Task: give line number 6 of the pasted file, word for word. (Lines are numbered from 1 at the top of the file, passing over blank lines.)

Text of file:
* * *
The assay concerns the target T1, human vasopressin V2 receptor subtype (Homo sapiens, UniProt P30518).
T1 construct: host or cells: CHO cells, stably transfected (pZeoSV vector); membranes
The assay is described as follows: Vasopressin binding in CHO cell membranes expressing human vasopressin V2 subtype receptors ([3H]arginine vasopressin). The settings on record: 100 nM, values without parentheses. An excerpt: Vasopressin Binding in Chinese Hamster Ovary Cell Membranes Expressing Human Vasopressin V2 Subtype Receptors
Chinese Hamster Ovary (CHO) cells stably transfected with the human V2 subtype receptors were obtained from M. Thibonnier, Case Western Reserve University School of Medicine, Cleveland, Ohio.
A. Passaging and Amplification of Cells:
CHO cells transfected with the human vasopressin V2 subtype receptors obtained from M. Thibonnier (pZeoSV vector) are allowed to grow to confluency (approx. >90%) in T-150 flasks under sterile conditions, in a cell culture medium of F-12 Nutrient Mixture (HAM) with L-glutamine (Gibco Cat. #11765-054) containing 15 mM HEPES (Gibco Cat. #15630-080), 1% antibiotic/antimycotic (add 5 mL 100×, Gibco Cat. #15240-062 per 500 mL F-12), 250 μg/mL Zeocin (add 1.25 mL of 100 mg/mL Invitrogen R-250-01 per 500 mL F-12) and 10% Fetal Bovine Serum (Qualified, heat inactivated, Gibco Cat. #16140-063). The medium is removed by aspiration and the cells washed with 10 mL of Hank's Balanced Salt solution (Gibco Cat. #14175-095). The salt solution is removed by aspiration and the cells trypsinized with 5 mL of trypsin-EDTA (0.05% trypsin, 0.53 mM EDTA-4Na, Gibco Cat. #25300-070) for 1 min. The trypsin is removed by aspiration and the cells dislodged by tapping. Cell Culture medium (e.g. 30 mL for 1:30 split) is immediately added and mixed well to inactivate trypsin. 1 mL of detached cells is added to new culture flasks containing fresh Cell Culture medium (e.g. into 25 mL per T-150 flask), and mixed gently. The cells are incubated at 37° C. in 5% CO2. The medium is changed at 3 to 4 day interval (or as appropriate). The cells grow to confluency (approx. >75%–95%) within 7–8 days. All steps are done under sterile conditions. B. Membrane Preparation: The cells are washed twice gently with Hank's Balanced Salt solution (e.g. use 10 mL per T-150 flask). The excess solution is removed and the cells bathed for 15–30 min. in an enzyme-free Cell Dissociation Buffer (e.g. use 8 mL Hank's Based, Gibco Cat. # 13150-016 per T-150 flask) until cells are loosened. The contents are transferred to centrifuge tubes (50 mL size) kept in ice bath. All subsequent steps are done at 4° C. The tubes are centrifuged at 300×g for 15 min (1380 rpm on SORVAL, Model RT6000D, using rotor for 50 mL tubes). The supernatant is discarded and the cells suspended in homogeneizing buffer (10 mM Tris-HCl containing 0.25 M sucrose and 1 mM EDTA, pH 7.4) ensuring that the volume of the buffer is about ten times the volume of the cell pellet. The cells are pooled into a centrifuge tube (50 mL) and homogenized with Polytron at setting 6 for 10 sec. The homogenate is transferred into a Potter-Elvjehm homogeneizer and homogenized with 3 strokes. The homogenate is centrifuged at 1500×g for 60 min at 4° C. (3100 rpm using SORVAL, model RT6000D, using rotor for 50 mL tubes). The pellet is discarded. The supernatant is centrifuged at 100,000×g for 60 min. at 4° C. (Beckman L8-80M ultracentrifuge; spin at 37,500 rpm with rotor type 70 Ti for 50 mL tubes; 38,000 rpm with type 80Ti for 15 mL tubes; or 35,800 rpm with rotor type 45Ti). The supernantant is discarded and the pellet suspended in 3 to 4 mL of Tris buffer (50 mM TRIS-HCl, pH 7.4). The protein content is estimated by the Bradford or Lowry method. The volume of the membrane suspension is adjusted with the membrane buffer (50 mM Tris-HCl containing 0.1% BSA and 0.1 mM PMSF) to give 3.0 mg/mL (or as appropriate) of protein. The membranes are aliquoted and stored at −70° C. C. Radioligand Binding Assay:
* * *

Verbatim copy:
CHO cells transfected with the human vasopressin V2 subtype receptors obtained from M. Thibonnier (pZeoSV vector) are allowed to grow to confluency (approx. >90%) in T-150 flasks under sterile conditions, in a cell culture medium of F-12 Nutrient Mixture (HAM) with L-glutamine (Gibco Cat. #11765-054) containing 15 mM HEPES (Gibco Cat. #15630-080), 1% antibiotic/antimycotic (add 5 mL 100×, Gibco Cat. #15240-062 per 500 mL F-12), 250 μg/mL Zeocin (add 1.25 mL of 100 mg/mL Invitrogen R-250-01 per 500 mL F-12) and 10% Fetal Bovine Serum (Qualified, heat inactivated, Gibco Cat. #16140-063). The medium is removed by aspiration and the cells washed with 10 mL of Hank's Balanced Salt solution (Gibco Cat. #14175-095). The salt solution is removed by aspiration and the cells trypsinized with 5 mL of trypsin-EDTA (0.05% trypsin, 0.53 mM EDTA-4Na, Gibco Cat. #25300-070) for 1 min. The trypsin is removed by aspiration and the cells dislodged by tapping. Cell Culture medium (e.g. 30 mL for 1:30 split) is immediately added and mixed well to inactivate trypsin. 1 mL of detached cells is added to new culture flasks containing fresh Cell Culture medium (e.g. into 25 mL per T-150 flask), and mixed gently. The cells are incubated at 37° C. in 5% CO2. The medium is changed at 3 to 4 day interval (or as appropriate). The cells grow to confluency (approx. >75%–95%) within 7–8 days. All steps are done under sterile conditions. B. Membrane Preparation: The cells are washed twice gently with Hank's Balanced Salt solution (e.g. use 10 mL per T-150 flask). The excess solution is removed and the cells bathed for 15–30 min. in an enzyme-free Cell Dissociation Buffer (e.g. use 8 mL Hank's Based, Gibco Cat. # 13150-016 per T-150 flask) until cells are loosened. The contents are transferred to centrifuge tubes (50 mL size) kept in ice bath. All subsequent steps are done at 4° C. The tubes are centrifuged at 300×g for 15 min (1380 rpm on SORVAL, Model RT6000D, using rotor for 50 mL tubes). The supernatant is discarded and the cells suspended in homogeneizing buffer (10 mM Tris-HCl containing 0.25 M sucrose and 1 mM EDTA, pH 7.4) ensuring that the volume of the buffer is about ten times the volume of the cell pellet. The cells are pooled into a centrifuge tube (50 mL) and homogenized with Polytron at setting 6 for 10 sec. The homogenate is transferred into a Potter-Elvjehm homogeneizer and homogenized with 3 strokes. The homogenate is centrifuged at 1500×g for 60 min at 4° C. (3100 rpm using SORVAL, model RT6000D, using rotor for 50 mL tubes). The pellet is discarded. The supernatant is centrifuged at 100,000×g for 60 min. at 4° C. (Beckman L8-80M ultracentrifuge; spin at 37,500 rpm with rotor type 70 Ti for 50 mL tubes; 38,000 rpm with type 80Ti for 15 mL tubes; or 35,800 rpm with rotor type 45Ti). The supernantant is discarded and the pellet suspended in 3 to 4 mL of Tris buffer (50 mM TRIS-HCl, pH 7.4). The protein content is estimated by the Bradford or Lowry method. The volume of the membrane suspension is adjusted with the membrane buffer (50 mM Tris-HCl containing 0.1% BSA and 0.1 mM PMSF) to give 3.0 mg/mL (or as appropriate) of protein. The membranes are aliquoted and stored at −70° C. C. Radioligand Binding Assay: